Dead Men Left

Friday, May 13, 2005

That "Galloway" business

Roy Greenslade states what has become clear over the last two years:

There will be many who snort contemptuously when I say that Galloway is now more sinned against than sinning because he has become so unpopular with both the media and political elites that they regard him as outside the normal rules of the game.

Indeed, to defend him places the defender beyond the pale too. But the victim of what has all the hallmarks of a media feeding frenzy deserves a fair hearing, not only for his personal benefit, but for those he now represents - and in order to confront journalists with their own misguided agendas.

It is amongst his greatest strengths that Galloway has an enviable capacity to anger precisely the right people almost to the point of insensibility. Had the Telegraph, for example, bothered to apply normal journalistic standards when presenting their overblown claims about "Saddam's little helper", they would not have received such a drubbing in the libel courts. The Christian Science Monitor happily (if unwittingly) reproduced forged documents claiming Galloway was in the receipt of staggeringly large amounts of cash from the oil-for-food programme. A moment's pause would have suggested it unlikely that a high-profile, well-monitored and controversial MP would have been receiving personal oil revenues that would have made Rockerfeller blush. They, too, ended up paying damages for libel.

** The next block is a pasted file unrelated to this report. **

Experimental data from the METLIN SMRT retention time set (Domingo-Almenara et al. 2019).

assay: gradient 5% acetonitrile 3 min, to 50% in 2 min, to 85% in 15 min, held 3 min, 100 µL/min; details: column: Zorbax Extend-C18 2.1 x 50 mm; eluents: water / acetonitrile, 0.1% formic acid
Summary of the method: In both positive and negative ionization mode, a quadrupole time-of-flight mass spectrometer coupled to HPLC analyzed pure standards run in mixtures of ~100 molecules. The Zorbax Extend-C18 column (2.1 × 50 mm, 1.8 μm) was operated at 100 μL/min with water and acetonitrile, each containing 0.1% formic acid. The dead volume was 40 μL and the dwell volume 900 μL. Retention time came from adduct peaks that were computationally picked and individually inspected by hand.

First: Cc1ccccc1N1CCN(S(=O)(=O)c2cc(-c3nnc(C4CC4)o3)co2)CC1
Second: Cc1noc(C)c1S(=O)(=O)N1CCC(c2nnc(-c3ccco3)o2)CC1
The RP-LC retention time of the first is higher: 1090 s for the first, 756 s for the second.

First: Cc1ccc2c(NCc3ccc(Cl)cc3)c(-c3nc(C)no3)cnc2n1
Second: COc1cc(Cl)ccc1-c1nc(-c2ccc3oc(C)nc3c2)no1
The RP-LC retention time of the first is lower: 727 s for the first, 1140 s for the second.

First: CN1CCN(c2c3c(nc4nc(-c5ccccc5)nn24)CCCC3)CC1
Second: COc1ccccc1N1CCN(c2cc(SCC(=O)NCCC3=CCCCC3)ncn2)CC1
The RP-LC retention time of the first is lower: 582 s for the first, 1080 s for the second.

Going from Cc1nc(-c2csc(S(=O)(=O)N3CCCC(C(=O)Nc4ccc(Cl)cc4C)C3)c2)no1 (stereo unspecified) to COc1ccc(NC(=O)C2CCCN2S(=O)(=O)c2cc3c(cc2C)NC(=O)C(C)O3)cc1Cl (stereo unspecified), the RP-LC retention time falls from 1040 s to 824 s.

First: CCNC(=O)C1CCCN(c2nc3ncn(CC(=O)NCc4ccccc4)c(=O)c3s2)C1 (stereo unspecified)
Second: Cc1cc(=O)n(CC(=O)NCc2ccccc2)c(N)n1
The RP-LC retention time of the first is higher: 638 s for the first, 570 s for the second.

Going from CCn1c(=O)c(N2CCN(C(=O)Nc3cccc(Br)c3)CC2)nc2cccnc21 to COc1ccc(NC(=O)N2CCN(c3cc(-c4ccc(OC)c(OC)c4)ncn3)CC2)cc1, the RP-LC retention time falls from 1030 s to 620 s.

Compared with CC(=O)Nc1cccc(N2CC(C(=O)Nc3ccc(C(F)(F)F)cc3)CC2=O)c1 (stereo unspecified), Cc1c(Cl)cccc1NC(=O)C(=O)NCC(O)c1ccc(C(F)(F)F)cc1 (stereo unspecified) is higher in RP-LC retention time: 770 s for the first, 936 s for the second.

And now, in the rehashed evidence presented by the Senate committee - evidence, incidentally, already in the public domain, and now merely warmed-over a bit - we find similarly absurd claims. The Mariam Appeal, through which Galloway is alleged by the Senate committee to have disguised his payments, was cleared of any wrong-doing by the Charities Commission. Yet they claim it was used to disguise payments made for up to 20 million barrels of Iraqi oil. This is a ludicrous, fantasy-land figure; it perhaps shares some ancestry with the ludicrous, fantasy-land figure retailed as "45 MINUTES FROM DESTRUCTION".